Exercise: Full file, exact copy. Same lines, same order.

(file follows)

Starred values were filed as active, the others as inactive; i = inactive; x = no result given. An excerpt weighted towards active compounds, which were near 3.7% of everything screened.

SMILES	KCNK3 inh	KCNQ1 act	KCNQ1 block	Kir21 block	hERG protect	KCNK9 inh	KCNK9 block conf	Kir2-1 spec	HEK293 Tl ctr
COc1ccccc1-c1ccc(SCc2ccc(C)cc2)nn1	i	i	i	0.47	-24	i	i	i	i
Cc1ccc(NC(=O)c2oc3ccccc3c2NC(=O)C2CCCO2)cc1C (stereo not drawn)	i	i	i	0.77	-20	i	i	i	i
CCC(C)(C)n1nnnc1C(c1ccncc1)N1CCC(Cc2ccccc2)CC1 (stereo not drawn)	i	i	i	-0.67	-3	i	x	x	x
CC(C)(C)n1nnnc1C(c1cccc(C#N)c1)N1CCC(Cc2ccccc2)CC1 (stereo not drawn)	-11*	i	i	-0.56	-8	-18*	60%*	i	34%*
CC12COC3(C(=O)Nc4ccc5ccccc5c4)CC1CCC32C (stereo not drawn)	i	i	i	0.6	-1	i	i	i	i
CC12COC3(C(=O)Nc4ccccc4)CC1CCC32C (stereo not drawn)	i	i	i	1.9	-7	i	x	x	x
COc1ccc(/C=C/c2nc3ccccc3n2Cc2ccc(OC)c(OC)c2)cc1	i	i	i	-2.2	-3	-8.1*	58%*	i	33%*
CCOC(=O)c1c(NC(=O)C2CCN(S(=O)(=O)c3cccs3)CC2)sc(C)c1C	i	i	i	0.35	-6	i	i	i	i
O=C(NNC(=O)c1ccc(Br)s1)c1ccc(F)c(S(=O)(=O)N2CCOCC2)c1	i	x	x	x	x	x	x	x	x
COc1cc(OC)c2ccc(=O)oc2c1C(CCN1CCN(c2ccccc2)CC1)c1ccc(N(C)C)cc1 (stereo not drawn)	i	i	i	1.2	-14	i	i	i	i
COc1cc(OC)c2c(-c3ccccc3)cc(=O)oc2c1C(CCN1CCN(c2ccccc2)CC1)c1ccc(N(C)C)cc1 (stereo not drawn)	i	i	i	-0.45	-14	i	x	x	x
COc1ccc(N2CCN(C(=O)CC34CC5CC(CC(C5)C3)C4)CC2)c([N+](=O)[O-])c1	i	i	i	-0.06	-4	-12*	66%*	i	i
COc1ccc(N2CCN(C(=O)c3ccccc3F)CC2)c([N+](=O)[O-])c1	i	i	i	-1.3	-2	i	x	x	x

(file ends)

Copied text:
Starred values were filed as active, the others as inactive; i = inactive; x = no result given. An excerpt weighted towards active compounds, which were near 3.7% of everything screened.

SMILES	KCNK3 inh	KCNQ1 act	KCNQ1 block	Kir21 block	hERG protect	KCNK9 inh	KCNK9 block conf	Kir2-1 spec	HEK293 Tl ctr
COc1ccccc1-c1ccc(SCc2ccc(C)cc2)nn1	i	i	i	0.47	-24	i	i	i	i
Cc1ccc(NC(=O)c2oc3ccccc3c2NC(=O)C2CCCO2)cc1C (stereo not drawn)	i	i	i	0.77	-20	i	i	i	i
CCC(C)(C)n1nnnc1C(c1ccncc1)N1CCC(Cc2ccccc2)CC1 (stereo not drawn)	i	i	i	-0.67	-3	i	x	x	x
CC(C)(C)n1nnnc1C(c1cccc(C#N)c1)N1CCC(Cc2ccccc2)CC1 (stereo not drawn)	-11*	i	i	-0.56	-8	-18*	60%*	i	34%*
CC12COC3(C(=O)Nc4ccc5ccccc5c4)CC1CCC32C (stereo not drawn)	i	i	i	0.6	-1	i	i	i	i
CC12COC3(C(=O)Nc4ccccc4)CC1CCC32C (stereo not drawn)	i	i	i	1.9	-7	i	x	x	x
COc1ccc(/C=C/c2nc3ccccc3n2Cc2ccc(OC)c(OC)c2)cc1	i	i	i	-2.2	-3	-8.1*	58%*	i	33%*
CCOC(=O)c1c(NC(=O)C2CCN(S(=O)(=O)c3cccs3)CC2)sc(C)c1C	i	i	i	0.35	-6	i	i	i	i
O=C(NNC(=O)c1ccc(Br)s1)c1ccc(F)c(S(=O)(=O)N2CCOCC2)c1	i	x	x	x	x	x	x	x	x
COc1cc(OC)c2ccc(=O)oc2c1C(CCN1CCN(c2ccccc2)CC1)c1ccc(N(C)C)cc1 (stereo not drawn)	i	i	i	1.2	-14	i	i	i	i
COc1cc(OC)c2c(-c3ccccc3)cc(=O)oc2c1C(CCN1CCN(c2ccccc2)CC1)c1ccc(N(C)C)cc1 (stereo not drawn)	i	i	i	-0.45	-14	i	x	x	x
COc1ccc(N2CCN(C(=O)CC34CC5CC(CC(C5)C3)C4)CC2)c([N+](=O)[O-])c1	i	i	i	-0.06	-4	-12*	66%*	i	i
COc1ccc(N2CCN(C(=O)c3ccccc3F)CC2)c([N+](=O)[O-])c1	i	i	i	-1.3	-2	i	x	x	x